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IBM fine-tunes its flat panels

Big Blue gives the nod to two new height-adjustable flat-panel displays, as the picture for the screen technology gets brighter.

IBM gave the nod to two new flat-panel displays on Friday, as the picture for the screen technology gets brighter.

The company launched a pair of 15-inch ThinkVision models, including one with a height-adjustable screen, filling out its flat-panel line.

IBM was the first big-name manufacturer to launch a height-adjustable flat panel, the ThinkVision L200P, a 20.1-inch model introduced last February.

Before the addition of the new feature, now available in the company's 15-inch, 17-inch and 20.1-inch models, raising the height of a flat panel's screen meant resting the display on a phone book or some other object. Most people aren't likely to consider the ability to adjust the height of their screen a major breakthrough, but the design tweak shows that companies are buffing up their flat panels in an effort to win customers as the display market heats up.

IBM has also created a one-button automatic setup feature and an on-screen display menu system that explains each function to help guide a person through customizing its settings. The idea behind the feature is to help customers and to reduce tech support calls, said Tim Anderson, worldwide product marketing manager for displays in IBM's Personal Computer Division.

ViewSonic and Hewlett-Packard also have added height adjustment to some of their latest flat-panel models. HP offers 15-inch and 17-inch flat panels to match its consumer-oriented Pavilion desktops, for example. ViewSonic offers a height-adjustable VP ThinEdge line for businesses and PC enthusiasts.

While new features might help attract some buyers among business and consumers, the main force behind the rising popularity of flat-panel displays among both camps, to date, has been price. Flat-panel sales continue to increase as the displays come down in price.

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During May, flat-panel unit sales at retail in the United States passed those of CRT (cathode-ray tube) monitors for the first time, according to the NPD Group. In addition, sales of larger 17-inch and 19-inch displays are expected to increase, displacing 15-inch displays over time. In May, sales of 17-inch units were three times higher than in the same month last year, according to NPD Group data.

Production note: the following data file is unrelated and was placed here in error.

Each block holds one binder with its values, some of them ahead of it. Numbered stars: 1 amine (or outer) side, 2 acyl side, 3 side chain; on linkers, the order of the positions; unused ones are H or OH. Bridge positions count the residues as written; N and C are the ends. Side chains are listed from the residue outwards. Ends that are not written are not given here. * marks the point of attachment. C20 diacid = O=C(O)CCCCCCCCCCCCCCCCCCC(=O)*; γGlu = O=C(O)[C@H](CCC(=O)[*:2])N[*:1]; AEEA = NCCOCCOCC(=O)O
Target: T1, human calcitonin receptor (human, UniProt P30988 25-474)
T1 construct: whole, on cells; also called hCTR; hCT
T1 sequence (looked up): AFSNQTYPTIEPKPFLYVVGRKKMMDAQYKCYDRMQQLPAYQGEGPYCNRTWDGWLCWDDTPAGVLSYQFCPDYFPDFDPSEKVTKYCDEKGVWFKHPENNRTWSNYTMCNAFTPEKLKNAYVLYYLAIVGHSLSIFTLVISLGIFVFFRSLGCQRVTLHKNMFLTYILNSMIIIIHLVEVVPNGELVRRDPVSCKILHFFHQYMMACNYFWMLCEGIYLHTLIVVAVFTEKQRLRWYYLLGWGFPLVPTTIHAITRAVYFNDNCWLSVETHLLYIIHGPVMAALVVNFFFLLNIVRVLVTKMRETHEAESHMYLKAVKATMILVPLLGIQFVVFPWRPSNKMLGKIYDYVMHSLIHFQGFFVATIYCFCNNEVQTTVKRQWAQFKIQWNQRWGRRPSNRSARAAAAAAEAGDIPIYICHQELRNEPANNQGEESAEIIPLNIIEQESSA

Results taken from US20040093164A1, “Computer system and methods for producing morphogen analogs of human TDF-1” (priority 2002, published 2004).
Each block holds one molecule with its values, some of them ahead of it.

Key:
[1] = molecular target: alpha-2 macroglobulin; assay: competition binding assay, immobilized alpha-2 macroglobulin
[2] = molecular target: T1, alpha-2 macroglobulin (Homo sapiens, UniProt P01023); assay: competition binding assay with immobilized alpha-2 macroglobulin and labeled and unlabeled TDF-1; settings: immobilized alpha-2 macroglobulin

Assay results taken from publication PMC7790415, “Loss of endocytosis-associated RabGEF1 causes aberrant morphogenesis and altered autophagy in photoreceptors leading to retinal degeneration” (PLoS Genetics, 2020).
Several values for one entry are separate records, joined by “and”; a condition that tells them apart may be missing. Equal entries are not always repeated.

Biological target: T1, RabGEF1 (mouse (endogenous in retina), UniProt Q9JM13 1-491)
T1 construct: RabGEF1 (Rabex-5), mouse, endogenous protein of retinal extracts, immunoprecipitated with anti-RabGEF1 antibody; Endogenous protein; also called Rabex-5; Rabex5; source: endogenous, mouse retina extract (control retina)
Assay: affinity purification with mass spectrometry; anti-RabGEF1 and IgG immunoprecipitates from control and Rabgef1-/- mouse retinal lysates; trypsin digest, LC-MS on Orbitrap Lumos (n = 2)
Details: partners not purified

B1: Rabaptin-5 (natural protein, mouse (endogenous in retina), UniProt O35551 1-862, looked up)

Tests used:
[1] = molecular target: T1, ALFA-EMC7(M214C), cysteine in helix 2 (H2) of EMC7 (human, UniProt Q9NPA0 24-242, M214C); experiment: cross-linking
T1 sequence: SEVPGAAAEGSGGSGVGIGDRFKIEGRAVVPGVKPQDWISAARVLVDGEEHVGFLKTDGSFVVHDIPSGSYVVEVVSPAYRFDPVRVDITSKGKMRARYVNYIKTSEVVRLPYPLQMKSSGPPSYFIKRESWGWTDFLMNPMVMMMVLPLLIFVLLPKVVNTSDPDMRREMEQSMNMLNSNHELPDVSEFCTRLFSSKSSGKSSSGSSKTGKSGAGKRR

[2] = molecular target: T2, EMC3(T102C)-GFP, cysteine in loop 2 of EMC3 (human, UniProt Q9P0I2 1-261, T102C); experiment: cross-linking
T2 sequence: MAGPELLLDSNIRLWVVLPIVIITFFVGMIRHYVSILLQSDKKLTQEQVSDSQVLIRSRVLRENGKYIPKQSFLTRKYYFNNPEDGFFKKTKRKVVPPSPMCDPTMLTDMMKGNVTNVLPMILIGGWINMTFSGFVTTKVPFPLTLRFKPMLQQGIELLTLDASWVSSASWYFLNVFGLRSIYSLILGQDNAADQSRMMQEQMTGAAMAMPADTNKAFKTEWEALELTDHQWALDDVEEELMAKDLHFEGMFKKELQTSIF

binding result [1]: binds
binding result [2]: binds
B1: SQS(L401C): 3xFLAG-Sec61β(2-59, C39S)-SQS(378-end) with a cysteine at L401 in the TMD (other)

The 17-inch flat panel is the "sweet spot" for IBM right now in the United States, with 19-inch models increasing in popularity, Anderson said. IBM still sells a large number of 15-inch panels worldwide, he added.

Earlier this week, Microsoft Chairman Bill Gates predicted that within three years, 20-inch LCD (liquid-crystal display) flat-panel screens would become standard for most workers.

The trend toward customers buying larger flat panels is expected to accelerate as LCD screens come down in price, allowing manufacturers to offer larger displays for the same price. Prices of bare LCD panels, which make up most of the cost of a flat panel, had stabilized earlier this year, but flat-panel makers now expect screen prices to head downward again during the second half.

Gateway said earlier this week that LCD panel prices were steady in the first half, but could decrease by as much as 5 percent through the remainder of the year.

Falling LCD screen prices will let manufacturers offer rebates for their existing flat panels and accelerate the move toward larger displays, analysts said.

"Pricing has firmed up a bit," NPD Group analyst Steve Baker said. "I think there seems to have been, in the last few weeks, some increase in the level of rebates. I'm sure you'll see some more aggressive pricing come back-to-school and Christmas."

Increases in flat-panel sales have lured more competitors to the market.

eMachines, for one, has been waiting for several months to launch its own line of flat panels. The low-price PC seller quietly entered the market this week with a new 15-inch flat panel, dubbed the E15T, which is currently selling at Best Buy stores for about $300 after rebates. eMachines will add a 17-inch model, the E17T, within a month or two, company executives said. It will likely cost about $400 after rebates.

But the pricing battle is already fierce. Samsung's 15-inch, 17-inch and 19-inch flat-panel models, for example, were advertised this week by Best Buy for $279, $399 and $699 respectively, after rebates. Average prices for 15-inch, 17-inch and 19-inch panels sold at retail during May were $353, $529 and $767, respectively, according to NPD Group.

IBM has set the price for its basic 15-inch L150 flat panel model at $329. The L150p model, which offers screen height adjustment and a higher, 400-1 contrast ratio for a sharper picture, will sell for $379.

The panels will hit the market Aug. 1, IBM said.